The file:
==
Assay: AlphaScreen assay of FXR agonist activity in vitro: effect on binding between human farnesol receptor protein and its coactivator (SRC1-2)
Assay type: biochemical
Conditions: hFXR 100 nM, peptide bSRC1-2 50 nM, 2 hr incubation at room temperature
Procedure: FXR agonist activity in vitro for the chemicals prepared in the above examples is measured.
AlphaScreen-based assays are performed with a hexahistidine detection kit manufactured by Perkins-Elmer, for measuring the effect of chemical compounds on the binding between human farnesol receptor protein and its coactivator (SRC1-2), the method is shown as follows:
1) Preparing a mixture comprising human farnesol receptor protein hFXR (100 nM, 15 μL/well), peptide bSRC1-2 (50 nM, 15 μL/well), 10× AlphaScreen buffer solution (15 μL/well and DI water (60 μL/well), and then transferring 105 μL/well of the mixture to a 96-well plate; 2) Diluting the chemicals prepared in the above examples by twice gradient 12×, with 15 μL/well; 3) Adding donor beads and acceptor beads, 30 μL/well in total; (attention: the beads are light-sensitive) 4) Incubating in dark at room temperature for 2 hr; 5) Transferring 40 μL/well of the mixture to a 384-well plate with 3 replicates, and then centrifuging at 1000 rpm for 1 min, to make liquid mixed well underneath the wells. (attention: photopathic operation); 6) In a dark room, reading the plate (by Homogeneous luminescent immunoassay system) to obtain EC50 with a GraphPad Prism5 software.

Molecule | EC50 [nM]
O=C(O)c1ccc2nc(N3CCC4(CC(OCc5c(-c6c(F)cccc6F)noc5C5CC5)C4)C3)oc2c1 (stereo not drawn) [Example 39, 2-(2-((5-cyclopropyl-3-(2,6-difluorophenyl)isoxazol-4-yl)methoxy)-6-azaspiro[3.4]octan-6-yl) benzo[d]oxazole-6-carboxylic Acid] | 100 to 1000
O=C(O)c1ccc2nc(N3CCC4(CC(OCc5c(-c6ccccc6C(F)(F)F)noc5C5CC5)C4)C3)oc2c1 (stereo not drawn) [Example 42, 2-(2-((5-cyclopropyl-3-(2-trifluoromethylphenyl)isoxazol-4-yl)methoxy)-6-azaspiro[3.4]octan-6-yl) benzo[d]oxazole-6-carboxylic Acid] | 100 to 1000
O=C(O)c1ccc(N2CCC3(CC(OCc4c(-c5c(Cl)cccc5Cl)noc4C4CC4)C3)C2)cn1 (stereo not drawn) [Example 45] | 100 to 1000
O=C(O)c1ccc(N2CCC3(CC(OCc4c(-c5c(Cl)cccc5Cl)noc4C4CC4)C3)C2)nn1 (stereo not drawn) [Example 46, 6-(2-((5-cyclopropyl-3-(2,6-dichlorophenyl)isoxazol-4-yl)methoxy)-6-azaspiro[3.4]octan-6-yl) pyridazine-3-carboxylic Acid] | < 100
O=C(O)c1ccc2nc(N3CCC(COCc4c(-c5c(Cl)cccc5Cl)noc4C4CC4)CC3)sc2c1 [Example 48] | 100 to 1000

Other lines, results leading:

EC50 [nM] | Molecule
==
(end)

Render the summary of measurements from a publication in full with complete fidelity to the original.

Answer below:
Assay: AlphaScreen assay of FXR agonist activity in vitro: effect on binding between human farnesol receptor protein and its coactivator (SRC1-2)
Assay type: biochemical
Conditions: hFXR 100 nM, peptide bSRC1-2 50 nM, 2 hr incubation at room temperature
Procedure: FXR agonist activity in vitro for the chemicals prepared in the above examples is measured.
AlphaScreen-based assays are performed with a hexahistidine detection kit manufactured by Perkins-Elmer, for measuring the effect of chemical compounds on the binding between human farnesol receptor protein and its coactivator (SRC1-2), the method is shown as follows:
1) Preparing a mixture comprising human farnesol receptor protein hFXR (100 nM, 15 μL/well), peptide bSRC1-2 (50 nM, 15 μL/well), 10× AlphaScreen buffer solution (15 μL/well and DI water (60 μL/well), and then transferring 105 μL/well of the mixture to a 96-well plate; 2) Diluting the chemicals prepared in the above examples by twice gradient 12×, with 15 μL/well; 3) Adding donor beads and acceptor beads, 30 μL/well in total; (attention: the beads are light-sensitive) 4) Incubating in dark at room temperature for 2 hr; 5) Transferring 40 μL/well of the mixture to a 384-well plate with 3 replicates, and then centrifuging at 1000 rpm for 1 min, to make liquid mixed well underneath the wells. (attention: photopathic operation); 6) In a dark room, reading the plate (by Homogeneous luminescent immunoassay system) to obtain EC50 with a GraphPad Prism5 software.

Molecule | EC50 [nM]
O=C(O)c1ccc2nc(N3CCC4(CC(OCc5c(-c6c(F)cccc6F)noc5C5CC5)C4)C3)oc2c1 (stereo not drawn) [Example 39, 2-(2-((5-cyclopropyl-3-(2,6-difluorophenyl)isoxazol-4-yl)methoxy)-6-azaspiro[3.4]octan-6-yl) benzo[d]oxazole-6-carboxylic Acid] | 100 to 1000
O=C(O)c1ccc2nc(N3CCC4(CC(OCc5c(-c6ccccc6C(F)(F)F)noc5C5CC5)C4)C3)oc2c1 (stereo not drawn) [Example 42, 2-(2-((5-cyclopropyl-3-(2-trifluoromethylphenyl)isoxazol-4-yl)methoxy)-6-azaspiro[3.4]octan-6-yl) benzo[d]oxazole-6-carboxylic Acid] | 100 to 1000
O=C(O)c1ccc(N2CCC3(CC(OCc4c(-c5c(Cl)cccc5Cl)noc4C4CC4)C3)C2)cn1 (stereo not drawn) [Example 45] | 100 to 1000
O=C(O)c1ccc(N2CCC3(CC(OCc4c(-c5c(Cl)cccc5Cl)noc4C4CC4)C3)C2)nn1 (stereo not drawn) [Example 46, 6-(2-((5-cyclopropyl-3-(2,6-dichlorophenyl)isoxazol-4-yl)methoxy)-6-azaspiro[3.4]octan-6-yl) pyridazine-3-carboxylic Acid] | < 100
O=C(O)c1ccc2nc(N3CCC(COCc4c(-c5c(Cl)cccc5Cl)noc4C4CC4)CC3)sc2c1 [Example 48] | 100 to 1000

Other lines, results leading:

EC50 [nM] | Molecule